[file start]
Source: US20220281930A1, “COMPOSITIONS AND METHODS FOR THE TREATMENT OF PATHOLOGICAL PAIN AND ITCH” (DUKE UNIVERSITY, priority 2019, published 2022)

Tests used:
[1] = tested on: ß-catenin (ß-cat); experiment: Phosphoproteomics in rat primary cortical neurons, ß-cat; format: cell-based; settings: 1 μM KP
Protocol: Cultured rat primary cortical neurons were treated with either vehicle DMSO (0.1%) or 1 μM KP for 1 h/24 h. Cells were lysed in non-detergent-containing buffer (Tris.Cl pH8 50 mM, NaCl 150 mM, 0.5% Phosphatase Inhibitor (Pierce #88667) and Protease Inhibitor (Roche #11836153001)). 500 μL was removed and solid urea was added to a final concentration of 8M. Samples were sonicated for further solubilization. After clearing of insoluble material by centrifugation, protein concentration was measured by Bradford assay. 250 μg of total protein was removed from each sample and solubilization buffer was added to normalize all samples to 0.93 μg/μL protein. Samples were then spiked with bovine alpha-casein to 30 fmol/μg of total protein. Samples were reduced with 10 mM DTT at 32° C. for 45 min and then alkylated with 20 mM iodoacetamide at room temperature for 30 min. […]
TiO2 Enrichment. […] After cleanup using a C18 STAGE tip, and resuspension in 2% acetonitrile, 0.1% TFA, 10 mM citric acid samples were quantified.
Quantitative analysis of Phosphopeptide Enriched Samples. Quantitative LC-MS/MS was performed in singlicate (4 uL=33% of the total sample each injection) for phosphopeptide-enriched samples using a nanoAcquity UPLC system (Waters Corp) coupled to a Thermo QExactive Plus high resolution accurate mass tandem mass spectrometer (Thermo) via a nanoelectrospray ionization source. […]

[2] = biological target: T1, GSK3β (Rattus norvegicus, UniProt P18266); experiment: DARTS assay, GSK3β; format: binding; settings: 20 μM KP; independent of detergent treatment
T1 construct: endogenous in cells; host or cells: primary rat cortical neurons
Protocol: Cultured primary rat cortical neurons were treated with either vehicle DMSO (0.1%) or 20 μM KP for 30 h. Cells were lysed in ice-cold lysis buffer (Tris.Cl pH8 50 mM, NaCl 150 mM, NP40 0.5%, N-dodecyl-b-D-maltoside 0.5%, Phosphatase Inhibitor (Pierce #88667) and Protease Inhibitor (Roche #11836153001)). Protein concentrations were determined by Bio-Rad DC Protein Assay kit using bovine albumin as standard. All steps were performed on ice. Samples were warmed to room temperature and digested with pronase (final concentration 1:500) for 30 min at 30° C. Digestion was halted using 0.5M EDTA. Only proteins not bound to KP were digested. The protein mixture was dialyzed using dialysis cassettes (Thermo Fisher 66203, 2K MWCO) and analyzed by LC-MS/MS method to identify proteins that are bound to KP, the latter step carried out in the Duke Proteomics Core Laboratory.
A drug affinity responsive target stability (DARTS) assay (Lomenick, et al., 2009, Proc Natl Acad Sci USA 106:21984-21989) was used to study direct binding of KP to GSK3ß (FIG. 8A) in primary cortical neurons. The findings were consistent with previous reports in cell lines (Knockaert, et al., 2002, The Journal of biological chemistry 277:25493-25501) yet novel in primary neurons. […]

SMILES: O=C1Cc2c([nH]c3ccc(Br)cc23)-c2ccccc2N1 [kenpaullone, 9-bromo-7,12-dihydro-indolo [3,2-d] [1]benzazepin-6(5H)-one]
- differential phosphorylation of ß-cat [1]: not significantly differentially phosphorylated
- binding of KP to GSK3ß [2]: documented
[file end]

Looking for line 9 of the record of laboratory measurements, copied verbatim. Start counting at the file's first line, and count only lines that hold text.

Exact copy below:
Protocol: Cultured primary rat cortical neurons were treated with either vehicle DMSO (0.1%) or 20 μM KP for 30 h. Cells were lysed in ice-cold lysis buffer (Tris.Cl pH8 50 mM, NaCl 150 mM, NP40 0.5%, N-dodecyl-b-D-maltoside 0.5%, Phosphatase Inhibitor (Pierce #88667) and Protease Inhibitor (Roche #11836153001)). Protein concentrations were determined by Bio-Rad DC Protein Assay kit using bovine albumin as standard. All steps were performed on ice. Samples were warmed to room temperature and digested with pronase (final concentration 1:500) for 30 min at 30° C. Digestion was halted using 0.5M EDTA. Only proteins not bound to KP were digested. The protein mixture was dialyzed using dialysis cassettes (Thermo Fisher 66203, 2K MWCO) and analyzed by LC-MS/MS method to identify proteins that are bound to KP, the latter step carried out in the Duke Proteomics Core Laboratory.